Making his first appearance in a wrestling ring for six years, Ike Robin, the well-known Maori wrestler, who elnims the heavyweight championship of Australasia, attempted to "come ' back" in the Town Hall last night. He was a little too ambitious. Against Peter Limutkin he did not show anything which would give hope of his performing creditably against a visiting wrestler approaching his own weight. Robin certainly won, hut that was all, and the match can best be written down as just, another eifort on the part of the Wrestling Union to give a local man a chance to prove his worth. If the "big" match of the night was a failure, a preliminary professional contest between Anton Koolman, of Wellington, and Len Naylor, of Auckland, was not. To use au Americanism, this pair "stole the show." They turned in as bright and as spectacular a bout as has been seen in Wellington for a long time, and during the three rounds they were in the ring they bad the audience cheering continually. Koolman produced some of the cleverest wrestling that has yet been seen in the local ring. Against an opponent who played right up to him, he amazed the fair-sized audience with his agility and versatility, winding up a brilliant display by incapacitating his man. Although shaded by Koolman, Naylor also gave a fine exhibition of speedy, skilful wrestling, and Wellington enthusiasts will want to see more of him. THE BIG MEN. Ttobin, who was carrying plenty of condition, weighed 17st 121b, to Limutkin's Hst 31b, and very early it was apparent that the latter did not want to get to close quarters with the big Maori. For long periods they played for openings in the referee's hold, while the audience invited them to do something. Once Robin managed to secure a headlock, but Limutkin slipped out, and when in one of their few visits to the mat they rolled under the ropes the referee (Anton Koolman) made them go back to the centre and Limutkin kneel on the floor. While on top of his man Robin nearly turned him Over with an arm. roll, but he had to give lip at the gong. Ponderously the pair moved around the ring and the audience became more and more caustic about their futile efforts. As an exhibition of grunting, groaning, tugging, and shoving the match reached a high level; as a display of wrestling it did not. At length in the third round Robin managed to roll Limutkin over and resting his 17st 121b on him obtained a fall. It was the only one, for the fourth round had just started when Limutkin Came up from under the ropes where he had bean shoved by Robin, complaining that his thumb had been put out of joint. Koolman urged him into it, but Limutkin did not relish the idea, and the bout was awarded to Robin. DASHING MIDDLEWEIGHTS. In preliminary contrast to the heavyAnton Kdolman (list)'and Leu Naylor (list 81b)-.started.og- with a great rattle. At the gbng Naylor rushed across i the ring, but Koolman; dodged, and immediately had the crowd cheering when he lifted Naylor clean ,in /the air 'with a headlock. Thereafter; they-dived and tumbled -around, the ring: in - the ■• liveliest possible fashion. Flying tackles and "dumps'' were frequently • brought into ;play, and each,man made attempts to put the other over the. ropes. The wrestling was really high class, and the crowd throughout, the round was hi a high state of excitement. Just befbre the gong went the referee wab hooted for breaking the men when.they were in an interesting position, .and he made matters worse .for himself. by trying to explain his action... .The. .crowd let themselves go vocally.' ..... •■-./ ~•..;■■';. ■ ■, ; ,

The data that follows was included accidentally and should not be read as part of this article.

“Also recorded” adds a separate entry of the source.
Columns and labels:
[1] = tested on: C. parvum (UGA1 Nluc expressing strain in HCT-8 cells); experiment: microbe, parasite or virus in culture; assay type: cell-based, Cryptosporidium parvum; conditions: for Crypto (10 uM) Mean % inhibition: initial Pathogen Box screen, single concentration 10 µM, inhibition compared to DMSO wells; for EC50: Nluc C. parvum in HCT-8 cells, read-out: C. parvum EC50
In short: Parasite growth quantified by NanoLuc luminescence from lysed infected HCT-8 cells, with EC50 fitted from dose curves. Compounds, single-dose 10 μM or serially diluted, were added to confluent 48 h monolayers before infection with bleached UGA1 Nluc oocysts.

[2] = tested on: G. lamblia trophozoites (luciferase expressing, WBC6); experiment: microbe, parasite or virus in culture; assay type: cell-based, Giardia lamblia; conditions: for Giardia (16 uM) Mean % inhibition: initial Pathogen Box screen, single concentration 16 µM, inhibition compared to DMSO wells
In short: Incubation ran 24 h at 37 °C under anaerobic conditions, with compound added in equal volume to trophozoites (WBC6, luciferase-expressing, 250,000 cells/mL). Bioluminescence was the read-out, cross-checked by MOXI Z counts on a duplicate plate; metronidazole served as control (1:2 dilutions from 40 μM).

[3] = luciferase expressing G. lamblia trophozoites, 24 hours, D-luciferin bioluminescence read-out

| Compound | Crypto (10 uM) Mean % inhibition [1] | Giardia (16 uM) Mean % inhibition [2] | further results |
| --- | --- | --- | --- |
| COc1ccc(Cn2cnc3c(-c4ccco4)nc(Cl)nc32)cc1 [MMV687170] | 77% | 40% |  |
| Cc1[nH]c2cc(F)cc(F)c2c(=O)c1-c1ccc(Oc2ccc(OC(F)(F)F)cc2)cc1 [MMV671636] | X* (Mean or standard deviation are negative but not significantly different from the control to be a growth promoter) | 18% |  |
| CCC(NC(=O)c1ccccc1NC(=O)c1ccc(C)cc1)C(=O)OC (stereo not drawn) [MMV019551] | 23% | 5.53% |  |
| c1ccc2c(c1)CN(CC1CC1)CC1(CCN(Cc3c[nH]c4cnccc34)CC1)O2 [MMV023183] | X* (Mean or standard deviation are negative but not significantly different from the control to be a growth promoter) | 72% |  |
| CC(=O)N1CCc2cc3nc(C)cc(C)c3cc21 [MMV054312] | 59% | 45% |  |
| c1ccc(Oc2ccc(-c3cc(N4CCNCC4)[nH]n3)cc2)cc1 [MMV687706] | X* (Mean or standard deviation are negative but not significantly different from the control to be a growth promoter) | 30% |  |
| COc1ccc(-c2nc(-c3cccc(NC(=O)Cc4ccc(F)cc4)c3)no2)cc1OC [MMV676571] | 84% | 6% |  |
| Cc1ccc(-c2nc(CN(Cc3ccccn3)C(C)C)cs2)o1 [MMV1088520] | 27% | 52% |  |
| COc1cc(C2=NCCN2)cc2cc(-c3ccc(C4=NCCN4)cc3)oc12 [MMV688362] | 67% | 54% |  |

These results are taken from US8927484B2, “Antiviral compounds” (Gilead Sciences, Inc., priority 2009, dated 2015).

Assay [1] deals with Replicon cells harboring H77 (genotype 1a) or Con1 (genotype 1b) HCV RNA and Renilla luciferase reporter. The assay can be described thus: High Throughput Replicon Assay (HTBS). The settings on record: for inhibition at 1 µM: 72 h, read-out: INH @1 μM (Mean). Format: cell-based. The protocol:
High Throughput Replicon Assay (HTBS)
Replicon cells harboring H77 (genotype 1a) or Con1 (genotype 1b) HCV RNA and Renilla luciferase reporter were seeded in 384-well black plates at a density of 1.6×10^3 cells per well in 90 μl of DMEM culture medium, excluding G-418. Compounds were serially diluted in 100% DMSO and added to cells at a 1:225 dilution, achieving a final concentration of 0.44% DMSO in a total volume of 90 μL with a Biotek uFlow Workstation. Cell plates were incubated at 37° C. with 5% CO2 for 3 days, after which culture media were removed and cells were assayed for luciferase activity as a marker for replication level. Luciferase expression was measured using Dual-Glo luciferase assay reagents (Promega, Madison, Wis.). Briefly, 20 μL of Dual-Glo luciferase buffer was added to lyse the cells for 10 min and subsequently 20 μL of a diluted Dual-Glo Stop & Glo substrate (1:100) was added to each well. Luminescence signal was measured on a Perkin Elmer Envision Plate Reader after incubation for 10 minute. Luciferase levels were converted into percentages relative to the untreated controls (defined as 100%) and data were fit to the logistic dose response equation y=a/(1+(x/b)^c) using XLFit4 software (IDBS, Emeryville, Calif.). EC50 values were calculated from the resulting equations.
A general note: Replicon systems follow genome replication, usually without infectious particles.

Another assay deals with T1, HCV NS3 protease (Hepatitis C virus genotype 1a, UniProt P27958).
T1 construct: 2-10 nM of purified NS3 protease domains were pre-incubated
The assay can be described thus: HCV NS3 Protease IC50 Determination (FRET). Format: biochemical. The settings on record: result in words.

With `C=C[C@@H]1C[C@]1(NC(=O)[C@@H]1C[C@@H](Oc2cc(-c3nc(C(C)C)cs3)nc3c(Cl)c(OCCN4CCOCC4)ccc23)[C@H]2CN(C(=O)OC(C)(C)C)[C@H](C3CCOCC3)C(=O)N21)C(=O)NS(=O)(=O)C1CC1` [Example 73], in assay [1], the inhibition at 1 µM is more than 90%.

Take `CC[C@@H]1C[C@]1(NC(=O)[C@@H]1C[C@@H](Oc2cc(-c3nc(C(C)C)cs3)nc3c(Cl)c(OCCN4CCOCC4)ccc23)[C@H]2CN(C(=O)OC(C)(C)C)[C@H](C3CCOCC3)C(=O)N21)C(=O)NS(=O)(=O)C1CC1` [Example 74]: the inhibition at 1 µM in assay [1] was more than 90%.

"Submit,".. cried i Koolman ' early in thfi second. round, .as. he. worked at an arm !rck, but Naylor. stuck to. it,- arid; working clear, he gave Koolman a ■ .painful few mimrtesxteff was 6n all the -way,., Ko6lman?s ■■ ■variety of holds and:the- adroit way- in which he applied them repeatedly; calling fbrthMoud applause. Naylor was never,:far..behind, and the audience, was highly delighted with the spectacular work. ' ' Naylor opened the third round with another rush,' but .Koolman ■ was' quickly on top of him. Grasping Naylor-in"a body hold he stood up, bringing his '.opponent over his head, and thenielkon his back. Naylor coming over too, to land head first on the floor. ..The-throwvknown as the back suplex throw was wonderfully effective, • for it knocked :.Naylor: unconscious and Koolman .easily, piniied him. The Aucklander , gamely attempted to come out for the fourth round, but'he fell headlong to the floor, and for some unknown- reason the referee commenced to count him out. After reaching fifteen, howeverj. he changed his mind and gave the, match to Koolman. Both men were deservedly applauded' when they left the ring. Naylor, who had a slight touch of: concussion, recovered later. AMATEUR BOUTS. . L. .Drew (Bst 91b) and 'K. Groves (?st 71b) showed some nice wrestling for two rounds,'and then the former started, in earnest in the thij-d to get the only fall with a body scissors and arm roll. After three streauous rounds in which neither man could obtain a definite advantage the referee declared the match between R. Allan (list 4lb) and-H. R. Godfrey (list 101b) a draw.
Mr. F. Rawlinson refereed the amateur bouts and the Koohnan-Naylor contest.
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SLOW WORK, Evening Post, Volume CXIV, Issue 16, 19 July 1932
SLOW WORK Evening Post, Volume CXIV, Issue 16, 19 July 1932
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